Arriving at registration on the La Roche College campus in Pittsburgh was like arriving at a family reunion. If you weren’t hugging someone, you were introducing yourself and asking where they were from. Picking up our dorm keys, swipe cards, notebooks, ID cards, and GRIP shirts was a breeze. Elissa Scalise Powell and Deb Lichtner Deal did a superb job of organization. (Did you ever notice that female genealogists all have three names? Except me. I have four. But anyway.)
The dorm rooms don’t compare with BU or with Samford University, but they are perfectly fine. Noreen Alexander Manzella (See what I mean? Three names. I told ya.) settled in quickly. We had driven two days to get here, but were so excited to see everyone that we didn’t even notice we were tired. Speaking of driving, I have to confess something here. We are such genealogy geeks, and such Tom Jones nerds, that we actually listened to three hours of recorded Tom Jones lectures in the car on the way here. A whole week of listening to him lecture in person isn’t enough, don’t cha know. Sort of like listening to CDs of your favorite band on the way to hearing them in concert.
Well, Tom (should I say Dr. Jones? Nah, we’re all family now.) lived up to his rock star status today. He started the day covering evidence. Now I thought I understood evidence fairly well. I felt like I research with an evidence orientation rather than an information orientation. I thought I understood the difference between primary and secondary sources, original and derivative information, and direct and indirect evidence. “Thought” is the key word there. Tom has a way of taking what you think you know and then bringing you to a whole new level.
While he escorts you to that new level, he provides in-flight entertainment. For example, listen to this sound bite: “Sources are containers. They contain information and evidence. Changing the bowl doesn’t change the contents. The information in the bowl is either primary or secondary, regardless of whether it is in an original or derivative bowl.” After that picture is painted in your mind, are you ever going to forget the difference between those words again?
Tom doesn’t just lecture in this class. He stretches your brain with questions, and gives in-class exercises to make you practice each new concept as you learn it. He asked whether a compiled genealogy was an original or derivative source. My mind immediately jumped to derivative. “Derivative of what?” he asked. “Did it ever exist before? An original never existed before. If you are trying to figure out if something is original or derivative, ask yourself if it ever existed before. If a person wrote a genealogy, it is an original source.”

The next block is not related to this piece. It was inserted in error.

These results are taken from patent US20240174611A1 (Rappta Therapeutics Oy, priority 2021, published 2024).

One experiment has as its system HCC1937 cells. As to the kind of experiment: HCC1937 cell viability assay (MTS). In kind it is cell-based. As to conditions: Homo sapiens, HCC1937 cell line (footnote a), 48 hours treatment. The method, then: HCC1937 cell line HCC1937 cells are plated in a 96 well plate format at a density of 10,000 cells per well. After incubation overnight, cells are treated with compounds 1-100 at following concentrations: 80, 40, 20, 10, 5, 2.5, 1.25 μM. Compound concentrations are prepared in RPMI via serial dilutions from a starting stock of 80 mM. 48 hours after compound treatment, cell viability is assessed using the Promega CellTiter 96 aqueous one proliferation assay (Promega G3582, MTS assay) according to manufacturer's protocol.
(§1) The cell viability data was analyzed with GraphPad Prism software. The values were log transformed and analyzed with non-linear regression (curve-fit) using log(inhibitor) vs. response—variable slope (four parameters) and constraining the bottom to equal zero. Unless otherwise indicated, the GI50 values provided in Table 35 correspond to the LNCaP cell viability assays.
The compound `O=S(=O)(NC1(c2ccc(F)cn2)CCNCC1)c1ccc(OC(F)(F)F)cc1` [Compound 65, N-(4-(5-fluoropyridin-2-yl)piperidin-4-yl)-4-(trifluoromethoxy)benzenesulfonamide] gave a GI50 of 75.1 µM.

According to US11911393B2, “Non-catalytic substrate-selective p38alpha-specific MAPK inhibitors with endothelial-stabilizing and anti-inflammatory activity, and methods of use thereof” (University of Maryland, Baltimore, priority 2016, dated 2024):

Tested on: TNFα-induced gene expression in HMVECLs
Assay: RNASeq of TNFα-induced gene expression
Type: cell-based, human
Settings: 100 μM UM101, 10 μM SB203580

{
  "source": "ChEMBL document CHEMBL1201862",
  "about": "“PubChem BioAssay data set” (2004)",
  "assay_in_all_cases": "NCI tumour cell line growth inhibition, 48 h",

OK. So what about a digital image of an original document online? It existed before as a paper document. So derivative, right? Nope, still original. It’s a facsimile original and, if it hasn’t been altered, it has the same value as genealogical evidence as if you held it in your hand. I think Tom may have even coined a new word. If you can enhance a digital document by, say, increasing the contrast, lightening or darkening it, so that you can read something that you can’t read in the original, it’s an “uber-original.” The man has a sense of humor. So are there exceptions? Yes. If the image copy is such that you can’t tell the difference between the various revisions added in other colors of ink (e.g. a black and white scan), and it makes a difference, then it can be considered a derivative. A good example of this would be some of the microfilmed images of the revision books of the Irish Griffith’s Valuation.
I have one more quote from Tom to share. He said, “An advanced genealogist consults everything and trusts nothing. The answer to ‘How trustworthy is the IGI?’ is the same as the answer to ‘How trustworthy is a will book?’ Don’t overlook either one, and also don’t trust either one alone.”
Is your brain stretching just reading this handful of quotes? Now imagine six hours of that, and you can imagine the workout my brain got today. And this is just the first day of five!
All quotes are from Dr. Thomas W. Jones, “Developing an Evidence Orientation,” in Advanced Research Methods, Genealogical Research Institute of Pittsburgh, 23 July 2012.